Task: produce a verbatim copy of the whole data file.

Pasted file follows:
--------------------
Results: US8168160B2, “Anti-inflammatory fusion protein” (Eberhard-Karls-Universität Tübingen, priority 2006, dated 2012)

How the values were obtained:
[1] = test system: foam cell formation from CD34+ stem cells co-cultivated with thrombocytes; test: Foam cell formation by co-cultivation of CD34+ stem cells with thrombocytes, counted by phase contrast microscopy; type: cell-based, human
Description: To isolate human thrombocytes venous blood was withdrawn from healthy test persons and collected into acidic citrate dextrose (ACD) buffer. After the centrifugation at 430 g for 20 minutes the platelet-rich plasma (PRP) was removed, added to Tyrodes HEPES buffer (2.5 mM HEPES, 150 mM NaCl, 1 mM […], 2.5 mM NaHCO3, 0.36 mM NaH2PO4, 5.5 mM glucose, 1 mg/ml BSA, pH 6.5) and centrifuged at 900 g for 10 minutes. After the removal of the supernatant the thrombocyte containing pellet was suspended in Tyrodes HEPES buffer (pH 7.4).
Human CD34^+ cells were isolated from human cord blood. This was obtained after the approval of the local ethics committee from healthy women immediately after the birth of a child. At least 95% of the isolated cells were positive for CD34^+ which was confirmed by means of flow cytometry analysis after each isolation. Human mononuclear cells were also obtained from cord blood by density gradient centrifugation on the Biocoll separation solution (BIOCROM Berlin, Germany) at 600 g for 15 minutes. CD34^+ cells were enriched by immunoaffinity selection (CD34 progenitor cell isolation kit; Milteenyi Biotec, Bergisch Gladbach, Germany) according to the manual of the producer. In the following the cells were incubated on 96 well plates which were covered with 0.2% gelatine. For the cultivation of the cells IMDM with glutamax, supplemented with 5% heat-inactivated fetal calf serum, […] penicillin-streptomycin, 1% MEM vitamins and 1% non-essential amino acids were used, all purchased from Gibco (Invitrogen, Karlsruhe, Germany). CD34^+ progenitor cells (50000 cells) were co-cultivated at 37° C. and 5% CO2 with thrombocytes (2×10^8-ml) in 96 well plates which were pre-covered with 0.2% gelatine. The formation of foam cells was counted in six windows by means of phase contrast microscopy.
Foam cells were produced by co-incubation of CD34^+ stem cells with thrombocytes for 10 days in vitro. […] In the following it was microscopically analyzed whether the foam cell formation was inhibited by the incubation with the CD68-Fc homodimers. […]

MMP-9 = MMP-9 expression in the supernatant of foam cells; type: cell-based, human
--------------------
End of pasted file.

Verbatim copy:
Results: US8168160B2, “Anti-inflammatory fusion protein” (Eberhard-Karls-Universität Tübingen, priority 2006, dated 2012)

How the values were obtained:
[1] = test system: foam cell formation from CD34+ stem cells co-cultivated with thrombocytes; test: Foam cell formation by co-cultivation of CD34+ stem cells with thrombocytes, counted by phase contrast microscopy; type: cell-based, human
Description: To isolate human thrombocytes venous blood was withdrawn from healthy test persons and collected into acidic citrate dextrose (ACD) buffer. After the centrifugation at 430 g for 20 minutes the platelet-rich plasma (PRP) was removed, added to Tyrodes HEPES buffer (2.5 mM HEPES, 150 mM NaCl, 1 mM […], 2.5 mM NaHCO3, 0.36 mM NaH2PO4, 5.5 mM glucose, 1 mg/ml BSA, pH 6.5) and centrifuged at 900 g for 10 minutes. After the removal of the supernatant the thrombocyte containing pellet was suspended in Tyrodes HEPES buffer (pH 7.4).
Human CD34^+ cells were isolated from human cord blood. This was obtained after the approval of the local ethics committee from healthy women immediately after the birth of a child. At least 95% of the isolated cells were positive for CD34^+ which was confirmed by means of flow cytometry analysis after each isolation. Human mononuclear cells were also obtained from cord blood by density gradient centrifugation on the Biocoll separation solution (BIOCROM Berlin, Germany) at 600 g for 15 minutes. CD34^+ cells were enriched by immunoaffinity selection (CD34 progenitor cell isolation kit; Milteenyi Biotec, Bergisch Gladbach, Germany) according to the manual of the producer. In the following the cells were incubated on 96 well plates which were covered with 0.2% gelatine. For the cultivation of the cells IMDM with glutamax, supplemented with 5% heat-inactivated fetal calf serum, […] penicillin-streptomycin, 1% MEM vitamins and 1% non-essential amino acids were used, all purchased from Gibco (Invitrogen, Karlsruhe, Germany). CD34^+ progenitor cells (50000 cells) were co-cultivated at 37° C. and 5% CO2 with thrombocytes (2×10^8-ml) in 96 well plates which were pre-covered with 0.2% gelatine. The formation of foam cells was counted in six windows by means of phase contrast microscopy.
Foam cells were produced by co-incubation of CD34^+ stem cells with thrombocytes for 10 days in vitro. […] In the following it was microscopically analyzed whether the foam cell formation was inhibited by the incubation with the CD68-Fc homodimers. […]

MMP-9 = MMP-9 expression in the supernatant of foam cells; type: cell-based, human